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Published: 20 Jun, 2018

Outside workers most likely to suffer heat-related mortality

NEWS A study investigating the effects of weather extremes on health in 22 rural villages east of Pune, in western India, found that people of working age had a higher risk of dying as a result of hot weather than other population groups. During heat waves, deaths from non-infectious diseases such as asthma and cardiovascular diseases were more frequent than usual, according to a doctoral dissertation at Umeå University.

“Previous research has shown that the elderly are most vulnerable to high temperatures. However, my study showed that working age population was most affected and that especially residents with low education and farmers were most vulnerable to the high summer temperatures,” says Vijendra Ingole, doctoral student at the Department of Public Health and Clinical Medicine, Epidemiology and Global Health Unit and author of the dissertation.

In the context of climate change, it is necessary that we develop adaptation strategies in order to tackle this public health challenge in India and beyond

In May 2015, a heat wave in the Indian states of Andhra Pradesh and Telangana killed more than 2500 people, according to the National Disaster Management Authority. Many of those who died were laborers and farmers working outside even during peak temperatures. In May 2016, the Indian Meteorological Department reported a new temperature record of 51°C.

Vijendra Ingole’s findings provide strong evidence that rural populations of working age in India are especially vulnerable to extreme temperatures. In addition to broadening the general understanding of climate change-driven health threats, Vijendra Ingole also suggests a set of adaptation strategies.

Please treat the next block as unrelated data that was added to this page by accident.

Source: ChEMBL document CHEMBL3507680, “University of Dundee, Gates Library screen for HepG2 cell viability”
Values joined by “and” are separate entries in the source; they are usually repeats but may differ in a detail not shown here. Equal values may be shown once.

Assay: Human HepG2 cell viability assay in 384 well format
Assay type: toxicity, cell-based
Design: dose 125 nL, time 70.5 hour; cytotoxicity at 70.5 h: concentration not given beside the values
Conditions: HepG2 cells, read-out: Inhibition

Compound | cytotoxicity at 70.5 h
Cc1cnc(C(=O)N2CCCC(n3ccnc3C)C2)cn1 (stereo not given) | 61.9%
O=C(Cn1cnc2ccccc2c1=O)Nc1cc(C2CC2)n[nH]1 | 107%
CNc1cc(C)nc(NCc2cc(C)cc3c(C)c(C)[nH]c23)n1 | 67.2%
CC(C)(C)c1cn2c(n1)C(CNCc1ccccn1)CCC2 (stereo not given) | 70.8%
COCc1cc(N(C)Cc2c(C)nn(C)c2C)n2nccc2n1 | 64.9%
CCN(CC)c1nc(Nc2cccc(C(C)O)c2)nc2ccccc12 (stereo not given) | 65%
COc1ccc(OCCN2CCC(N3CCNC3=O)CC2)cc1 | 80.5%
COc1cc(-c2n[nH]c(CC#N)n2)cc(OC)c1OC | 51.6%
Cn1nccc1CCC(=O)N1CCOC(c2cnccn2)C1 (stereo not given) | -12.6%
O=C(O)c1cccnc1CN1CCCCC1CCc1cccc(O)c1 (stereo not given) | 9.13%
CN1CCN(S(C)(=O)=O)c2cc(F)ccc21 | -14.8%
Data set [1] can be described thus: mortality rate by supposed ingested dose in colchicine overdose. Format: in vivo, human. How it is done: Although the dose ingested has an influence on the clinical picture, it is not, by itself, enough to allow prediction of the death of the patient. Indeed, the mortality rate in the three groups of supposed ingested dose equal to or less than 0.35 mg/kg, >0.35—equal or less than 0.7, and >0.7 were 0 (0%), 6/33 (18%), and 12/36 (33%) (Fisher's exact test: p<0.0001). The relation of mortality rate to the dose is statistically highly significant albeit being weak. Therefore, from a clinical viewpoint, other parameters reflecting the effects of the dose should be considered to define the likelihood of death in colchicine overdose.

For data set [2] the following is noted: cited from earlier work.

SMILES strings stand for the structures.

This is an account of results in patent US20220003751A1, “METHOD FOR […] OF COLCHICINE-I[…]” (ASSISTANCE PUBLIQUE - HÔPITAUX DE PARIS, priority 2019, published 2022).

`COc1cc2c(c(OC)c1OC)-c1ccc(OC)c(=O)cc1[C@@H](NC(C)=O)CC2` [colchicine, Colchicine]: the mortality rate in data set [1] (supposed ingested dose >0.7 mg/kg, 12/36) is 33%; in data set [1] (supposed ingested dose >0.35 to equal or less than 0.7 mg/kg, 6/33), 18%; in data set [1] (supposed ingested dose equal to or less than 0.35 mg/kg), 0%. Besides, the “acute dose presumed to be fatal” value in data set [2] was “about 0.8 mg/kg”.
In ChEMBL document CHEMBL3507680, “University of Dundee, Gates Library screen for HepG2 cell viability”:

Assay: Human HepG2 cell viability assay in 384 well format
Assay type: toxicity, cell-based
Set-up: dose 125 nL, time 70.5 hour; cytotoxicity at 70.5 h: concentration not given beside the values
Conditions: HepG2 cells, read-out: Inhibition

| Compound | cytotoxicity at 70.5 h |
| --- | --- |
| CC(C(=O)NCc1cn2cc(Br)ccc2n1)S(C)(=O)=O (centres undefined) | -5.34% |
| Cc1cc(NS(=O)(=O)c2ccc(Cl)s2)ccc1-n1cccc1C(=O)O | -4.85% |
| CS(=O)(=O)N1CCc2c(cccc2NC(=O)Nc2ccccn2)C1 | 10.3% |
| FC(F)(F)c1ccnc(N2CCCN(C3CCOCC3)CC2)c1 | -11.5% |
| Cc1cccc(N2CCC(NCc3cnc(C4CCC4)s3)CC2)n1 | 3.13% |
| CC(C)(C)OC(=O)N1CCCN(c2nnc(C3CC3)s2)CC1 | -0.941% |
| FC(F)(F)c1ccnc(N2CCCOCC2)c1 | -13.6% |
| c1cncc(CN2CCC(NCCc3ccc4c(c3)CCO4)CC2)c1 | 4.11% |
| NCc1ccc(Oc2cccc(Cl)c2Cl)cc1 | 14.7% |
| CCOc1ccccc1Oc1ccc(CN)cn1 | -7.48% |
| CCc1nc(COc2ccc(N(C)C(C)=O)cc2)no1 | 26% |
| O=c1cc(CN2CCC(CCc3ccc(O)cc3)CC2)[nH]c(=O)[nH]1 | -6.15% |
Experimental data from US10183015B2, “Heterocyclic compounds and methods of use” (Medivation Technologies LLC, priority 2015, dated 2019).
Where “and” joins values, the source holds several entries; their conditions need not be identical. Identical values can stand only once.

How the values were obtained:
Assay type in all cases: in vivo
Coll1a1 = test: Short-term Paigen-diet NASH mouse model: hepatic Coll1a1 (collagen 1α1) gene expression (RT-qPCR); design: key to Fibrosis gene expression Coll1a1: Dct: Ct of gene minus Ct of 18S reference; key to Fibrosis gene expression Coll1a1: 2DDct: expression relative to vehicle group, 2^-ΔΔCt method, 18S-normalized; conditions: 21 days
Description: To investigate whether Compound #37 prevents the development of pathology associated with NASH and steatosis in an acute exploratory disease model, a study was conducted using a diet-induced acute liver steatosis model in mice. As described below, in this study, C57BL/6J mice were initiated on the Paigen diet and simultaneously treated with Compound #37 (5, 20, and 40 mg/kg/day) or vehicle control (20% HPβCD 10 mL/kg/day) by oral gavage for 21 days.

Vijendra Ingole is from Pune in western India. He has an educational background in Environmental Sciences, GIS and Remote Sensing from Savitribai Phule Pune University. He pursued his doctoral degree at the Epidemiology and Global Health Unit, Department of Public Health and Clinical Medicine at Umeå University, Sweden. He is also affiliated with the Vadu Rural Health Program at the KEM Hospital Research Centre in Pune, India.

“Adverse heat effects on rural populations are preventable by efficient risk communication that raises awareness and promotes adaptive behavior. In the context of climate change, it is necessary that we develop adaptation strategies in order to tackle this public health challenge in India and beyond,” says Vijendra Ingole.

Read a digital publication of the doctoral dissertation

About the public dissertation defense:

On September 21, Vijendra Ingole, Department of Public Health and Clinical Medicine, Epidemiology and Global Health, is defending his thesis with the title: "Too Hot! - Epidemiological investigation of weather-related mortality in rural India.” Faculty opponent:  Professor Patrick Kinney, Columbia University, Mailman School of Public Health, New York, USA. Principal supervisor: Dr. Barbara Schumann.

The public dissertation defense takes place at 9:00 am in Room 135, Building X, First floor, University Hospital of Umeå (NUS).

For more information, please contact:

Vijendra Ingole, Department of Public Health and Clinical Medicine, Epidemiology and Global Health, Umeå University
+46 727 196 549; vijendra.ingole@gmail.com

Editor: Daniel Harju